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Wayward Shot at Toronto GC

I’ve been struck by golf balls — several times in fact.

Today I was at Toronto Golf Club with a close friend who has been a member there since for a couple of decade. I enjoy playing with the member because he is — like me — a very quick golfer. A round usually takes about three hours — or not much longer.

In this instance we came to the first tee at 9:45 to find it full — and TGC doesn’t allow for tee times. So instead of waiting, the starter offered us the chance to head of the 10th tee, which we proceeded to do, playing our first two holes rapidly. We finished the 11th as a twosome teed off and we proceeded down the hill on the 12th, which is much better with the restored short grass on the left. I hit my tee shot near the tree line and struggled to find it (though I must have walked right over it in my search). In the meantime  my friend proceeded to the green and finished the hole. I quickly struck my approach and walked to the green, finishing the hole and moving to the 13th tee.

The 13th tee is back and to the left of the 12th green. Like most areas of TGC, the tee to green on the 12th and 13th are relatively close, but I wouldn’t characterize them as dangerous. The 12th green is about 30 yards to the left, and the tradition at the club is to leave your bag at the back of the 12th, grab the big stick and walk back to the next tee. Then, after hitting your tee shot, you grab your bag and walk up the fairway, which is what we did on this day.

The back of the 12th tee is wide open and as we grabbed our bags, with me standing on the right, suddenly I heard a thud and my friend’s hat went flying. It was like looking for a sniper — I spotted the golfer on the left, in the 11th fairway shooting at the 12th green. With my friend holding his head it didn’t take long to recognize what happened — a bladed approach that never got more than 10 feet in the air and struck my playing partner on the fly.

I think it took a few second for my friend to register what had happened. By then he had a nice size bump on his head and the golfer who hit the shot came running towards us.

“You didn’t yell fore,” I said bluntly to the individual who struck the shot. It was true, he admitted, he didn’t notify us, thinking the ball had hung up in a tree. Whether that was the case or not, I have no idea. It didn’t look like the shot was near trees, but I can’t discount it either. The offending party was duly concerned and apologized.  My friend took it in stride, and continued up the fairway, finishing the rest of the round without complaining. No one meant to hurt anyone — but I would still have felt better with a warning.

I asked my friend whether he’d ever been hit. Indeed he had, he said, but never in the head. I, on the other hand, had been hit in the head, and told him my story.

Here is the column in which I wrote about being struck in the head with a golf ball — by someone I still consider a good friend (it first appeared in Ontario Golf magazine in 2006):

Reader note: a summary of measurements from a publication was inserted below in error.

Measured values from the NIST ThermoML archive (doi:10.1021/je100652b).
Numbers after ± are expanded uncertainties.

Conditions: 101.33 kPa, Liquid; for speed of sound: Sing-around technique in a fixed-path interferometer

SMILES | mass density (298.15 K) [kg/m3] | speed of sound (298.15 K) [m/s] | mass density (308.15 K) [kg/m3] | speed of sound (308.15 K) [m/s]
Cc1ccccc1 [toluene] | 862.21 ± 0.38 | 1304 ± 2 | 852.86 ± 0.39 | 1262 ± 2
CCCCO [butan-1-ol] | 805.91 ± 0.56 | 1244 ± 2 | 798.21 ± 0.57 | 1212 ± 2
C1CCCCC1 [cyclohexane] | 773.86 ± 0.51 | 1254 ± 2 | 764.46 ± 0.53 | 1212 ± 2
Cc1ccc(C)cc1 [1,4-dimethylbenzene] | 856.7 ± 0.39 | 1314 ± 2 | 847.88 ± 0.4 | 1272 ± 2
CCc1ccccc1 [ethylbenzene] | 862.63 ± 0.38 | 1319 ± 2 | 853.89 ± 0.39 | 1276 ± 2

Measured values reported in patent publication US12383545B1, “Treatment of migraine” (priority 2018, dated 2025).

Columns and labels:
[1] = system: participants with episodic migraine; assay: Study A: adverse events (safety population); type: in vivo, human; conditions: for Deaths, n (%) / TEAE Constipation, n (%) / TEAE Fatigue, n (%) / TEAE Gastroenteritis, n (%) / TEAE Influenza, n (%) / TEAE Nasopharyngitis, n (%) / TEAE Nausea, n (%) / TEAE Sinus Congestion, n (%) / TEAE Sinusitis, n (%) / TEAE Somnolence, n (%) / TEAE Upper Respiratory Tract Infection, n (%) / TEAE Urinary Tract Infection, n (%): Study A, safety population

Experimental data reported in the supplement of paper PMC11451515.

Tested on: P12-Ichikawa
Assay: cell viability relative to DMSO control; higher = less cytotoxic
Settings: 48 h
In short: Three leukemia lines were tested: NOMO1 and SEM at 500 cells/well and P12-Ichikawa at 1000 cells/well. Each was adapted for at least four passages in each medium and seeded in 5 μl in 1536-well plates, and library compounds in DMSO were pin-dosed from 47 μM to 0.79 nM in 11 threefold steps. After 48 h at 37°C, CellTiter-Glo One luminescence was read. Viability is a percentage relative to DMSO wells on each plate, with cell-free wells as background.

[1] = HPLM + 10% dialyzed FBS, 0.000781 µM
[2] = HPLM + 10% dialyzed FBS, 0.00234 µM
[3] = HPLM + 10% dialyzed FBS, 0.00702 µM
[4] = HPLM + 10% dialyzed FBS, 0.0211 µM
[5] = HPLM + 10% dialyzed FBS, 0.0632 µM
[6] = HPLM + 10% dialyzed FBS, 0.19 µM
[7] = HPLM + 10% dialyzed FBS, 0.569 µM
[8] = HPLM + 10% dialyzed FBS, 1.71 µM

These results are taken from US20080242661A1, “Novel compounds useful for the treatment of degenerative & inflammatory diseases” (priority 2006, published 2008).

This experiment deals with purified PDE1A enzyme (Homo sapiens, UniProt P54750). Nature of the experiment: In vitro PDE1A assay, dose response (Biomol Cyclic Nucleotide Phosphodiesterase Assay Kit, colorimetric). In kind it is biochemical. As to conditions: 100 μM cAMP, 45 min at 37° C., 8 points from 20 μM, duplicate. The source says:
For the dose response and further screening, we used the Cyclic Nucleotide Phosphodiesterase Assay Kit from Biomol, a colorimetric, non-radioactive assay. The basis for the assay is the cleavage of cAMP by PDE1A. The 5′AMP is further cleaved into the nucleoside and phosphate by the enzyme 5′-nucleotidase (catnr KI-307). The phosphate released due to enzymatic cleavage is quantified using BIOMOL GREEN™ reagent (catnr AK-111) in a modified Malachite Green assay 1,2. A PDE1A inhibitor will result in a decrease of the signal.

By Robert Thompson

It wasn’t obvious to me when it first happened. On a glorious summer day I was playing a round of golf at a course in Niagara Falls with two friends. On the final hole of the front nine, I leaked my ball near the right greenside bunker, while my companions proceeded to head to retrieve their shots from a steep hill to the left of the putting surface. I deftly flipped a little sand wedge across the green and leaned down to pick up my putter.

That’s when it happened. Maybe it was the sound that struck me before the pain. The noise was similar to that scene in Rocky when Sly beats on the beef carcasses—slightly hollow and really solid. I fell to my knees and reached up to remove my hat.

I’d been struck in the head with the skulled shot of one of my companions. It wasn’t his fault—having been faced with an awkward stance, he had bladed a wedge. He yelled “Fore,” but since I was standing only 40 yards away, the ball had struck me before the sound passed into my ears.

As I lay sprawled out on the grass next to the green with blood running down on my head, two thoughts immediately hit me. The first was, “So this is what it feels like to be hit in the head with a golf ball.” The second thought was: “Who do I sue for this?”

Now this was never a serious query. I had quickly assessed that indeed I was going to survive and maybe even avoid stitches, and only threatened to haul my companion into court in jest. But the truth is that while I may not have reached for my cell phone and called my lawyer, many others who have unfortunate incidents involving golf courses are doing exactly that. And the ramifications for the sport could be dramatic.

There are several examples of overzealous individuals suing courses for a variety of reasons in the past few years. The most notable example is the case of Charles and Pauline Sammut, who built a house near the third fairway of Islington Golf and Country Club in Toronto. Apparently when you build a home off a fairway, you never expect to actually encounter any golf balls. When the Sammut’s home got hit by a few wayward shots, they sued Islington, eventually winning some damages and covering their court costs.